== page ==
Sepsis-associated acute kidney injury (SA-AKI) is an independent risk factor for death in patients with sepsis, but treatment for it is limited. To improve the diagnosis and treatment of SA-AKI, we must first understand its pathogenesis. Recently, interleukin (IL)-17A has been shown to be associated with the pathogenesis of acute kidney injury and sepsis, but its role in SA-AKI remains unclear. SA-AKI was induced in male C57BL/6 and IL-17A−/− mice using cecal ligation and puncture (CLP) operations for 24 h. At 7 days, only seven mice survived in the wild-type septic group, but nine survived in the IL-17A−/− septic group, corresponding to survival rates of 25 % and 45 %, respectively. At 24 h after CLP operations, both wild-type and IL-17A−/− septic mice developed kidney injury. The IL-17A−/− septic mice exhibited decreased serum creatinine and blood urea nitrogen levels and an improved acute tubular necrosis score. The IL-17A−/− septic mice exhibited decreased IL-6, interferon-γ,
Kidney disorders. QPI-1002/I5NP. Graft dysfunction kidney transplant. p53 Kidney disorders. QPI-1002/I5NP. Kidney injury acute ... Kidney disorders. QPI-1002/I5NP. Acute kidney injury. p53 ... kidney disorders, LDL lowering, and antiviral.[51] The ...
Acute kidney injury (previously termed acute renal failure)[edit]. The ratio is predictive of prerenal injury when BUN:Cr ... The ratio may be used to determine the cause of acute kidney injury or dehydration. ... "Acute renal failure: urea:creatinine ratio was not very helpful in diagnosing prerenal failure". Evidence-Based On-Call ... This may be indicative of hypoperfusion of the kidneys due to heart failure or dehydration.[3] Gastrointestinal bleeding or ...
"Contrast medium induced acute kidney injury: a narrative review". Journal of Nephrology. 31 (6): 797-812. doi:10.1007/s40620- ... Kidney and bladder[edit]. Evidence for the benefit of acetylcysteine to prevent radiocontrast induced kidney disease is mixed.[ ... Wang AL, Wang JP, Wang H, Chen YH, Zhao L, Wang LS, Wei W, Xu DX (March 2006). "A dual effect of N-acetylcysteine on acute ... It is most effective in preventing or lessening hepatic injury when administered within 8-10 hours after overdose.[14] Research ...
Zuk, Anna; Bonventre, Joseph V. (2016-01-14). "Acute Kidney Injury". Annual Review of Medicine. 67 (1): 293-307. doi:10.1146/ ... Sharfuddin, Asif A.; Molitoris, Bruce A. (April 2011). "Pathophysiology of ischemic acute kidney injury". Nature Reviews ... Munshi, Raj; Hsu, Christine; Himmelfarb, Jonathan (2011-02-02). "Advances in understanding ischemic acute kidney injury". BMC ... Several physical symptoms include shrinkage of one or both kidneys, renovascular hypertension, acute renal failure, progressive ...
... recovery from acute kidney injury (AKI), or performing a kidney transplant can slow or hold the progression of NSF. A few cases ... and those with acute kidney injury, even if kidney function subsequently returned to normal following GBCA administration.[13][ ... Bhaskaran A, Kashyap P, Kelly B, Ghera P (January 2010). "Nephrogenic systemic fibrosis following acute kidney injury and ... "Gadolinium-induced nephrogenic systemic fibrosis in a patient with an acute and transient kidney injury". The British Journal ...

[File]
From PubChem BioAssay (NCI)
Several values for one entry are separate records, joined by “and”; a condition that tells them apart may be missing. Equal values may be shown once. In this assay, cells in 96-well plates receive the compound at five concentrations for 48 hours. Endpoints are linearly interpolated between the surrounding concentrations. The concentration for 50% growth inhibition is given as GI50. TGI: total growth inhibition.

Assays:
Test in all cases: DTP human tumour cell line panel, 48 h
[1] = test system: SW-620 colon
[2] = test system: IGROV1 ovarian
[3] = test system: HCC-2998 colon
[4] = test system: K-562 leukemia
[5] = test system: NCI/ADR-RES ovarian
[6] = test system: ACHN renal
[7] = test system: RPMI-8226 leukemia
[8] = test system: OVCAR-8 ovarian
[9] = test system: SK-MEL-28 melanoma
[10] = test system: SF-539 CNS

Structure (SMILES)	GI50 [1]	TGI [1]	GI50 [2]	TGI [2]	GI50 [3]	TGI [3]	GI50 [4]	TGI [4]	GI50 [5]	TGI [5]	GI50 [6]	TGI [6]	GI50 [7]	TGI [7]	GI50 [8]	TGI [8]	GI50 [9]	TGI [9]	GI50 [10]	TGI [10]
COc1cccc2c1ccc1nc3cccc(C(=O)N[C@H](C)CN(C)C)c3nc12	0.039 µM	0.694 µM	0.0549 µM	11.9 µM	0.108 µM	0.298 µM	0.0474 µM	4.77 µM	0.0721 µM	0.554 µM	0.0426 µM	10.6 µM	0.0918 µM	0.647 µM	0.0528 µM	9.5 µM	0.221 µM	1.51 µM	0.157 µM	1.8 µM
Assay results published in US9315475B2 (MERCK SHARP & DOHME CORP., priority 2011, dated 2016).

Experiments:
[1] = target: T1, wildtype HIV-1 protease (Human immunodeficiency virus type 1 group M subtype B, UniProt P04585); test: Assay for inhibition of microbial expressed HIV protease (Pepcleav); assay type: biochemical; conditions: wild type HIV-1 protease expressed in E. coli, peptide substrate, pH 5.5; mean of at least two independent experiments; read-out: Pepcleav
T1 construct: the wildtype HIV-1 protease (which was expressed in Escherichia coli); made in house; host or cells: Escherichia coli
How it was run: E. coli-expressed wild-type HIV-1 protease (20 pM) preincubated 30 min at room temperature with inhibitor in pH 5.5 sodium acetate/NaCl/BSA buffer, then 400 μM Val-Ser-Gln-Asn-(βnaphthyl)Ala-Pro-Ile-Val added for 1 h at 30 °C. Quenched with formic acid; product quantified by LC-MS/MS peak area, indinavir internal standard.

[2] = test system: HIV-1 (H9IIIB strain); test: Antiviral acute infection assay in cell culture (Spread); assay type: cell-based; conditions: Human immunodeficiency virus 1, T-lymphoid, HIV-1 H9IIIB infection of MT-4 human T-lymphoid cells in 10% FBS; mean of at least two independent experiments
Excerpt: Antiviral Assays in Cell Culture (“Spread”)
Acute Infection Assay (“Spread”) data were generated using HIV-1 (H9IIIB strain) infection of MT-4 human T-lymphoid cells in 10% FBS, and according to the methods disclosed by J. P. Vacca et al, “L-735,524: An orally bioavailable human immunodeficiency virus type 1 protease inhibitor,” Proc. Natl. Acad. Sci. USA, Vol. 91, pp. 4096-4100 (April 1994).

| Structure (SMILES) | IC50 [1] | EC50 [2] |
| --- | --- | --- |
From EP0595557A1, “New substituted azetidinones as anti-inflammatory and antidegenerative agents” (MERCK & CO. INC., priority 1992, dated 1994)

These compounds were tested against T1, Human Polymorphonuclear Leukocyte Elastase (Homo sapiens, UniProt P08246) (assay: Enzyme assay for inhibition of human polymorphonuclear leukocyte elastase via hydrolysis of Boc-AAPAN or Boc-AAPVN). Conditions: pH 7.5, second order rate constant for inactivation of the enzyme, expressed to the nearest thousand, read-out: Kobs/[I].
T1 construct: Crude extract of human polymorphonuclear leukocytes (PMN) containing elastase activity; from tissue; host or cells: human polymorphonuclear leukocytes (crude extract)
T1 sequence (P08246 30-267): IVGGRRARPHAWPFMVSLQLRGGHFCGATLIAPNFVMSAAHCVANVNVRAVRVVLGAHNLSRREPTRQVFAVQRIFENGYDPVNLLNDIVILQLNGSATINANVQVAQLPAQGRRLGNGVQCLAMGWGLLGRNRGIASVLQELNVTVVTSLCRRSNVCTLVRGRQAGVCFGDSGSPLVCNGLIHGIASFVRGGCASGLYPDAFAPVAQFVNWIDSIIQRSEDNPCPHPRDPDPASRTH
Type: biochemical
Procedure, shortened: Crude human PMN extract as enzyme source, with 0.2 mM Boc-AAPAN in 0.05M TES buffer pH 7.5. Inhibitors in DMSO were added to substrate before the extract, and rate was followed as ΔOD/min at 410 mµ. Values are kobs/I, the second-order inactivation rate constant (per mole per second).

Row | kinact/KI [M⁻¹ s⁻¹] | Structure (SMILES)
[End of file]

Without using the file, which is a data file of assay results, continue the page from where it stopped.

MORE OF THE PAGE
... leading to acute kidney injury and the need for transient dialysis in the undiagnosed pheochromocytoma patient as their primary ... "Contrast-Induced Acute Kidney Injury". Journal of the American College of Cardiology. 68 (13): 1465-1473. doi:10.1016/j.jacc. ... Kidney failure is brought about by catecholamine-induced muscle injury. Norepinephrine causes vessels to narrow, thereby ... Furthermore, if an acute adrenal hemorrhage is suspected in a pheochromocytoma patient, ultrasound is a quick, painless, ...
Bosch X, Poch E, Grau JM (July 2009). "Rhabdomyolysis and acute kidney injury". The New England Journal of Medicine. 361 (1): ... The priority in assessing blunt trauma in sports injuries is separating contusions and musculo-tendinous injuries from injuries ... "Kidney injuries in professional American football: implications for management of an athlete with 1 functioning kidney". The ... Blunt injuries to the kidney from helmets, shoulder pads, and knees are described in American football, association football, ...
... in the absence of acute kidney injury, and 59% if kidney impairment occurs. Most people who have sustained kidney impairment ... Rhabdomyolysis accounts for 7-10% of all cases of acute kidney injury in the U.S. Crush injuries are common in major disasters ... Rhabdomyolysis complicated by acute kidney impairment in patients with traumatic injury may have a mortality rate of 20%. ... Of those with rhabdomyolysis, 10-50% develop acute kidney injury. The risk is higher in people with a history of illicit drug ...
... in-depth review of excipients and acute kidney injury risk". American Journal of Nephrology. 38 (4): 275-84. doi:10.1159/ ... Whether isolated acute sensory loss can be regarded as a form of Guillain-Barré syndrome is a matter of dispute; this is a rare ... Acute motor and sensory axonal neuropathy (AMSAN) Severe muscle weakness similar to AMAN but with sensory loss - Axonal ... Acute motor axonal neuropathy (AMAN) Isolated muscle weakness without sensory symptoms in less than 10%; cranial nerve ...
And neither prevents acute kidney injury. How to prevent perioperative myocardial injury remains under active investigation, ... "Perioperative aspirin and clonidine and risk of acute kidney injury: a randomized clinical trial". JAMA. 312 (21): 2254-64. doi ... What causes acute surgical pain to become persistent remains unclear. However, it seems likely to result from some combination ... Wang L, Bauer M, Curry R, Larsson A, Sessler DI, Eisenach JC (October 2014). "Intrathecal ketorolac does not improve acute or ...